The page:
Pre-board:Research shows that companies who use pre-boarding retain 81% of their first-year hires. Send new employees paperwork, reading material, and onboarding videos (along with the necessary equipment) prior to their start date so they can establish a level of understanding before they set foot in the virtual door. This will help new hires maintain the enthusiasm generated by the job offer and give them a head start on getting to know the company and culture.

Give new hires easy assignments they can complete to create small wins that help them feel engaged and productive.


Send a welcome package: Not only can this help cover some of the little things remote employees miss out on by not being co-located with the supply closet, but it also helps build a sense of team identity and connect them to the company culture. Pens, hats, pins, koozies, umbrellas with the company logo — it doesn’t have to be extravagant to make an impact.

Mix up onboarding tasks: Filling out HR paperwork and reading company policies are necessary, but doing so for hours on end is tiring. Instead, mix up your new hire’s virtual onboarding each day, breaking up drudgery with fun tasks like filling out a questionnaire about their favorite (or least favorite) things. Give them some easy assignments they can complete to create small wins that help them feel engaged and productive.

3. Sharing know-how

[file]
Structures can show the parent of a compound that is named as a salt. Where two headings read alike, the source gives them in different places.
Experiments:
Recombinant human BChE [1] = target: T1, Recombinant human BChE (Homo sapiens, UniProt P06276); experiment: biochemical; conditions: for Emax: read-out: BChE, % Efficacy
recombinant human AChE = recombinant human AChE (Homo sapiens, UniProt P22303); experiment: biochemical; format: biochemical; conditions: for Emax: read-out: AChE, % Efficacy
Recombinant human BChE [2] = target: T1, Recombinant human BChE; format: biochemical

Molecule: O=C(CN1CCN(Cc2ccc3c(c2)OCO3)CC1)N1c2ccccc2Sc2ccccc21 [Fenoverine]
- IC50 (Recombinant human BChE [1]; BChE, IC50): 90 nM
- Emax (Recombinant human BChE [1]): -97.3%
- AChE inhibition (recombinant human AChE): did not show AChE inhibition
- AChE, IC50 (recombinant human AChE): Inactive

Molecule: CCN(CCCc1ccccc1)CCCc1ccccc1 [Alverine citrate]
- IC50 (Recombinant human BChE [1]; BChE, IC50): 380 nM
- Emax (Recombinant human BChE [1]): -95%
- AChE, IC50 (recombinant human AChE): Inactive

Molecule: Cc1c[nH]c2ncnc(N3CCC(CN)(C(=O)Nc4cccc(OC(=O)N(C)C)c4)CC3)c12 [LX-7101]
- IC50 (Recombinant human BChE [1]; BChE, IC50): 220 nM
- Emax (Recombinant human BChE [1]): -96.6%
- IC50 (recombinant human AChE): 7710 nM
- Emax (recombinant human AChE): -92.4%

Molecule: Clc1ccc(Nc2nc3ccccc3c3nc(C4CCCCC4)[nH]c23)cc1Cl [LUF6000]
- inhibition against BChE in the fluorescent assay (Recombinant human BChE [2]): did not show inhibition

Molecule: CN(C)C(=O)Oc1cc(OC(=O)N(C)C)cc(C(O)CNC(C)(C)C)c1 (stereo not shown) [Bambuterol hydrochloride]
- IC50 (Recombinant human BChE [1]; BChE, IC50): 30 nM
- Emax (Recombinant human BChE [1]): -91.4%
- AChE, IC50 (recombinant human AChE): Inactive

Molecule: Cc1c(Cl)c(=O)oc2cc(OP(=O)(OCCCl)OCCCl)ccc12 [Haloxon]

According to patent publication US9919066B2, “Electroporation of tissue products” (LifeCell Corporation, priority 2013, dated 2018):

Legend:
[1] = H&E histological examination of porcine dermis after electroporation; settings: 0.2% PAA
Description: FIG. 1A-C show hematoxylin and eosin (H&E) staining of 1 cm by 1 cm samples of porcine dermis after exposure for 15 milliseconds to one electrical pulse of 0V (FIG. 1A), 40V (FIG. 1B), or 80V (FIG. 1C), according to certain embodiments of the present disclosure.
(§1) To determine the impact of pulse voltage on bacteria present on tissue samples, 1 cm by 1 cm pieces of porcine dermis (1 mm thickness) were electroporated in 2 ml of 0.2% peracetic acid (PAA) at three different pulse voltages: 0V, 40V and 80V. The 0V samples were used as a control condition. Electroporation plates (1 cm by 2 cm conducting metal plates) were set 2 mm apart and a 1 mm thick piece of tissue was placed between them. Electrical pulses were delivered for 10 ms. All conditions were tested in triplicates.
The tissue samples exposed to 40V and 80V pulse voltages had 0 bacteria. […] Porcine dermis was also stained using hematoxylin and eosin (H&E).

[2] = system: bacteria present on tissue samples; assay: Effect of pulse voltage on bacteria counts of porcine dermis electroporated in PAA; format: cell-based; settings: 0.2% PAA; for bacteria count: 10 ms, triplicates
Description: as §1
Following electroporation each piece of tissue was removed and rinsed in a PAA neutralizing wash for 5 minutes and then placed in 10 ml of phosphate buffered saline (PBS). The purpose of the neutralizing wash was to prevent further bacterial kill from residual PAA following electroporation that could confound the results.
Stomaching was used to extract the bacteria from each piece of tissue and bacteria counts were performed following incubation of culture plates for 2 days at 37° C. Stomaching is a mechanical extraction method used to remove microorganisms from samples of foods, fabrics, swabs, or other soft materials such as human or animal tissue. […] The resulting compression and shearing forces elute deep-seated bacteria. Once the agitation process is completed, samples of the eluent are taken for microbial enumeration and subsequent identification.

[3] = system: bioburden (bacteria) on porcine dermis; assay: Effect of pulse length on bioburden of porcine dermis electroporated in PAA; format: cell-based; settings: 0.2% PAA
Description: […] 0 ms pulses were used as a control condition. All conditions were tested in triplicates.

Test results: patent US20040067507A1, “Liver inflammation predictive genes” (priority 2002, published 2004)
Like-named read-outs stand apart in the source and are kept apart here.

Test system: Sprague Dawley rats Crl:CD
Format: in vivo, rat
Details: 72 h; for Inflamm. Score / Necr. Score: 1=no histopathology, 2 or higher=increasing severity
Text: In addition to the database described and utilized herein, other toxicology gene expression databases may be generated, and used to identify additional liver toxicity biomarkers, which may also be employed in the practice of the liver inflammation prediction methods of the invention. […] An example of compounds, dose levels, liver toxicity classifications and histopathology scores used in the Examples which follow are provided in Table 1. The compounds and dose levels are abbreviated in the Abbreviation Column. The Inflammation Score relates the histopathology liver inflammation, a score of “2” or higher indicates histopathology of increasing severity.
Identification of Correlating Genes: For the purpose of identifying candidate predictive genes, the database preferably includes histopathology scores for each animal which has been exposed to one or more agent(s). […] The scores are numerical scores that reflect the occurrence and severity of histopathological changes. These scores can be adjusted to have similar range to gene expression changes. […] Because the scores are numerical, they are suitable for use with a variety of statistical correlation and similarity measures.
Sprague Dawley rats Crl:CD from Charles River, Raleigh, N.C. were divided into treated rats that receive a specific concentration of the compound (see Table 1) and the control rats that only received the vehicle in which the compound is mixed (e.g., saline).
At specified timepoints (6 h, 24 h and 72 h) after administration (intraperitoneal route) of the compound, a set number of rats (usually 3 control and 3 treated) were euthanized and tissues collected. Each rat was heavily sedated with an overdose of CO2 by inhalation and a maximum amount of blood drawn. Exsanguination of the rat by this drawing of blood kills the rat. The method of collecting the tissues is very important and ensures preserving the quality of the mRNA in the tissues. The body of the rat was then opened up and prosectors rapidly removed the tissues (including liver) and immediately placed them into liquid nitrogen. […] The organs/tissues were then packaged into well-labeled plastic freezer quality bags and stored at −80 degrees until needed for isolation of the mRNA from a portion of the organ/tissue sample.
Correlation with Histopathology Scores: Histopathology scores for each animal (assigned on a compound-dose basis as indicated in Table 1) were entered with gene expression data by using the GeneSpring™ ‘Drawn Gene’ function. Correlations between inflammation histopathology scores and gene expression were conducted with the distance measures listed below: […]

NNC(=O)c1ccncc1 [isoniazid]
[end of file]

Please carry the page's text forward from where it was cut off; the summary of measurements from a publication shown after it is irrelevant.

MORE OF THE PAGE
For remote employees, peer-to-peer interaction can be difficult, hindering the exchange of valuable information — both procedural and institutional A Harvard Business Review story on hybrid offices shared the experience of an IT professional who joined a new company in 2020, while its offices were closed due to the pandemic. His onboarding was all done online, with virtual check-ins and meetings held over Zoom.

“The truth is, I still do not know the system, the environment, and there is nothing my company can do,” he said. “Things that would have required me to simply turn around in my chair and ask my colleague at the neighboring desk in 10 seconds now take me several emails back and forth to understand.”

The employee hesitated to send “silly” questions to colleagues he hadn’t met, so he found it difficult to grasp the company culture and worried it would take a long time to learn what he needed to know to do his job effectively.

Invest in tools that make informal knowledge-sharing easy to relieve the burden on veteran employees.


Employers can take several steps to level this playing field between new hires that work in-house and remotely:

Make knowledge sharing effortless: Invest in tools that make informal knowledge-sharing easy so that answering new hires’ questions isn’t a burden on veteran employees. Jumping on a Zoom call and screen-sharing as you walk through new processes is disruptive and time-consuming. With knowledge-sharing software like Scribe, you can create beautiful, easy-to-follow step-by-step guides in just a few seconds and share them with a link that can be referenced again and again.

Build a company handbook: Create a comprehensive company wiki or handbook that’s accessible to — and editable by — everyone on the team. This enables new hires to self-serve information and learn at their own pace. It also empowers them to contribute to the team during their onboarding: If they encounter an obstacle, they can update the handbook to reflect their solution, which will help future employees.